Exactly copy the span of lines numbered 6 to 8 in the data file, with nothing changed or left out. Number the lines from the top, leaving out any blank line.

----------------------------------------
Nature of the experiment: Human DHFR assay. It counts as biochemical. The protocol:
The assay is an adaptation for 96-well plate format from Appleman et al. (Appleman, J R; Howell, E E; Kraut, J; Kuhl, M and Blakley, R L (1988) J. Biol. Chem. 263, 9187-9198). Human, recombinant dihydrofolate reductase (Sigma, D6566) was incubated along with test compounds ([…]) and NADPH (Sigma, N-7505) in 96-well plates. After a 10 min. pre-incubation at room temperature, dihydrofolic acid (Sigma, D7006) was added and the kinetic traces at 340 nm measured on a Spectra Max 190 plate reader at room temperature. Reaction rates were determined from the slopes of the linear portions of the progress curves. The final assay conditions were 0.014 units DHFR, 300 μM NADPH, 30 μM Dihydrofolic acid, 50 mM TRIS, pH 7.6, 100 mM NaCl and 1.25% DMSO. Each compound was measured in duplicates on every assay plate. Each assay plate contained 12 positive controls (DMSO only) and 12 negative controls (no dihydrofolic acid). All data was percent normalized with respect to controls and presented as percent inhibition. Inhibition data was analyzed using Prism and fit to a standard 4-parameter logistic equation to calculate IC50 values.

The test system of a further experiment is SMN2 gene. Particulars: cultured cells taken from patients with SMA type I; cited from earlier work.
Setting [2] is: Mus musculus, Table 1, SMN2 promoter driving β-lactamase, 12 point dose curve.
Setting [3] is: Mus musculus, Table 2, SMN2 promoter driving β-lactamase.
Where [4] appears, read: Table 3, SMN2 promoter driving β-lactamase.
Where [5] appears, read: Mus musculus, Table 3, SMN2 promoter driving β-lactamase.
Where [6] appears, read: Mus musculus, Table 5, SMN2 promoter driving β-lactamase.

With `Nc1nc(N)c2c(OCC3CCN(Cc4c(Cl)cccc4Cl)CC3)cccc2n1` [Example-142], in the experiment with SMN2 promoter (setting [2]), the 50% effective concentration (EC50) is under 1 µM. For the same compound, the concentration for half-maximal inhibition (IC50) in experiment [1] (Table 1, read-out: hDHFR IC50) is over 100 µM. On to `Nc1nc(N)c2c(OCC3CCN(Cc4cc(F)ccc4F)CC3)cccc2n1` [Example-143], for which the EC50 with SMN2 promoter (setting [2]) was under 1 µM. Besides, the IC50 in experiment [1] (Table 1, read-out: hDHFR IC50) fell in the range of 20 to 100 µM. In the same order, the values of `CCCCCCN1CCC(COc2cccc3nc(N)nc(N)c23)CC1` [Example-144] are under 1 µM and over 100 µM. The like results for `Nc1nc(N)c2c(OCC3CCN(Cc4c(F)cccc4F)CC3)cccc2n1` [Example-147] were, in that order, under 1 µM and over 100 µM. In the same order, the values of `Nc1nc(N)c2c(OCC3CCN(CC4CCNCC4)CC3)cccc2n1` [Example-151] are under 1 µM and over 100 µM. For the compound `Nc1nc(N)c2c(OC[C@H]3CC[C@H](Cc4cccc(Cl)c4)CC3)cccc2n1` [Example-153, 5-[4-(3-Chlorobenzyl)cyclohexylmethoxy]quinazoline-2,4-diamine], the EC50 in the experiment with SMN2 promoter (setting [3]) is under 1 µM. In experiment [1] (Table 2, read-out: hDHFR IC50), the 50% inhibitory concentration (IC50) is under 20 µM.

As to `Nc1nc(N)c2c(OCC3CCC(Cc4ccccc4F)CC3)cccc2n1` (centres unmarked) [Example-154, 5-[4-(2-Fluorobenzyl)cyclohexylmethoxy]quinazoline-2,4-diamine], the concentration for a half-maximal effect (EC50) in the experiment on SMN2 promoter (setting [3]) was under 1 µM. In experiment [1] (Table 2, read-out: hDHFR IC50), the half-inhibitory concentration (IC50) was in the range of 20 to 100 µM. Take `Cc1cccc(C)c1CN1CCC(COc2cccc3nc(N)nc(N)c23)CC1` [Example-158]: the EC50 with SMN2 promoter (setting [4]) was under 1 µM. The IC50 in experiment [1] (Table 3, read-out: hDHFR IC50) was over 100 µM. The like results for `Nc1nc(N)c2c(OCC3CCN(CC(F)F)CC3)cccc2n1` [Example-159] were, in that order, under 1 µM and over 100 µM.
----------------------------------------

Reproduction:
Where [4] appears, read: Table 3, SMN2 promoter driving β-lactamase.
Where [5] appears, read: Mus musculus, Table 3, SMN2 promoter driving β-lactamase.
Where [6] appears, read: Mus musculus, Table 5, SMN2 promoter driving β-lactamase.